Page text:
ALS is a progressive neurodegenerative disease that affects nerve cells in the brain and spinal cord. Motor neurons decline and die, damaging the brain’s ability to initiate and control muscle movement. Muscles atrophy and patients in late-stage ALS may be paralyzed. Four ALS chapters in Texas
Klenke headed a freestanding support group for 14½ years that became an ALS Association chapter in South Texas. This past February, the ALS Association Texas Chapter was formed. Chapter offices are in San Antonio, Dallas, Houston and Austin; Klenke is a member of the board of directors.ALS clinic patients often live longer and have a better quality of life
The clinic includes two staff members and four volunteers from the ALS Association who are integrally involved in helping families at the clinic. Research has proven that patients who attend an ALS clinic live 12 to 18 months longer and with improved quality of life than patients who do not have the same support, says Steve Morse, the Texas ALS Association’s care services director.ALS Association plays a strong role at the ALS clinic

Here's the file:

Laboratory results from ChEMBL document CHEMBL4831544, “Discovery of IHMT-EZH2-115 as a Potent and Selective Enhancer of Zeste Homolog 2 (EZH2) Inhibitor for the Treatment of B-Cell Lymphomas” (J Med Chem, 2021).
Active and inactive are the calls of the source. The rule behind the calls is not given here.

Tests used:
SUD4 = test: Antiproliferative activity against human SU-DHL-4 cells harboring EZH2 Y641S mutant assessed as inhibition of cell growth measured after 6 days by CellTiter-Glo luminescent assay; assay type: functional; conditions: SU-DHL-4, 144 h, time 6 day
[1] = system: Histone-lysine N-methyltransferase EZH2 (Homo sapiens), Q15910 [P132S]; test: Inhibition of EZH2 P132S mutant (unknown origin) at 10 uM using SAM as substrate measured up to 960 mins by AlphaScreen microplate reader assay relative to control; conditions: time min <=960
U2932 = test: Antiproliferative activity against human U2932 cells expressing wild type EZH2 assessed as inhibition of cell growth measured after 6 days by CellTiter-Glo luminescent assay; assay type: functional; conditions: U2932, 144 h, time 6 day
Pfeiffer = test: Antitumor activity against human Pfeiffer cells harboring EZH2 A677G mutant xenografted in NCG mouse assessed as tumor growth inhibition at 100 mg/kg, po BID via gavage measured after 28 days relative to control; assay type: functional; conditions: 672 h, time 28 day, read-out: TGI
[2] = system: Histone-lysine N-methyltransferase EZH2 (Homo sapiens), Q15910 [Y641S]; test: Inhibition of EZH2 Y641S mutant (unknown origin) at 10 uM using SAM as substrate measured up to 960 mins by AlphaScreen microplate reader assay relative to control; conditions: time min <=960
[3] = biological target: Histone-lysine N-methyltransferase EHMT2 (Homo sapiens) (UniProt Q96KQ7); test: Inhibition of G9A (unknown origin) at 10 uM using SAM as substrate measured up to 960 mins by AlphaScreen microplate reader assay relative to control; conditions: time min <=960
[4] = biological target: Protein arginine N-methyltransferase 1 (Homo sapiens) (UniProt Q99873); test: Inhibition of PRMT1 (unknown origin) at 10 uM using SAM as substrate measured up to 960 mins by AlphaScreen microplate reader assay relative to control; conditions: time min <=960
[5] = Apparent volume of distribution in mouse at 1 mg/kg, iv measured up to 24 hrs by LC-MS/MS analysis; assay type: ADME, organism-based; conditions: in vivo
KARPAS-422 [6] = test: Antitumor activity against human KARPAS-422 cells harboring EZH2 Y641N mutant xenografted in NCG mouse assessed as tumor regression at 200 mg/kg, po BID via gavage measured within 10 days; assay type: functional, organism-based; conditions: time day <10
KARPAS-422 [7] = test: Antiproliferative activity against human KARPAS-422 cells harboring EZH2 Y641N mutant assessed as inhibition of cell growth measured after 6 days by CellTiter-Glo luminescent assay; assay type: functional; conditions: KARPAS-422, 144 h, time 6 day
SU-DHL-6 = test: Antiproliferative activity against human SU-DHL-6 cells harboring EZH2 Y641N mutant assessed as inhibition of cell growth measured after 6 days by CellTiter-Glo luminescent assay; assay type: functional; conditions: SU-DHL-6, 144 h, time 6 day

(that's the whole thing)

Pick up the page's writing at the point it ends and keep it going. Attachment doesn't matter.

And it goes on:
“We help families live with the disease,” Klenke says. “A diagnosis is a new world and ALS is a family disease — it affects everyone.”
At lunchtime in the clinic, families meet with Klenke, Morse and other chapter workers for orientation and encouragement while the medical team meets in a different room to discuss the afternoon’s cases. “Dr Jackson is professionally trained in the disease,” Klenke tells the attending families. “She is dedicated to finding a treatment and a cure for ALS. The team is dedicated, too. This isn't a job for them, it's a mission.”
The ALS Association provides lunch at every clinic. “My role is to make families comfortable as we tell them about services,” Klenke says. In recognition of the many ways she has helped families, Klenke was named a 2012 Health Care Hero by the San Antonio Business Journal
. “Mary has been my coach since we started the clinic, always pushing us to do our best and encouraging us to continue to fight this devastating disease,” Dr. Jackson says.
The ALS Association’s services include a respite program for caregivers, transportation if needed, a counselor, durable medical equipment such as wheelchairs, and a bereavement program. Morse attends every clinic and follows up with families on equipment, community resources and other needs.